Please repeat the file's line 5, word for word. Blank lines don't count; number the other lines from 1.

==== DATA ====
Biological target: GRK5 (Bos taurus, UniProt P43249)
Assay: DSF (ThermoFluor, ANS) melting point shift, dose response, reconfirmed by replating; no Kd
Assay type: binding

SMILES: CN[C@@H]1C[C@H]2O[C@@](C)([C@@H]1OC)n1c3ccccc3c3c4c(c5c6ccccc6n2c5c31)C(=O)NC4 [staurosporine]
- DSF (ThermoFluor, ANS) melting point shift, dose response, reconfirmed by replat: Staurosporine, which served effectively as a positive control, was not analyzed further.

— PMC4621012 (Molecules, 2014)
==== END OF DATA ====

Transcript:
- DSF (ThermoFluor, ANS) melting point shift, dose response, reconfirmed by replat: Staurosporine, which served effectively as a positive control, was not analyzed further.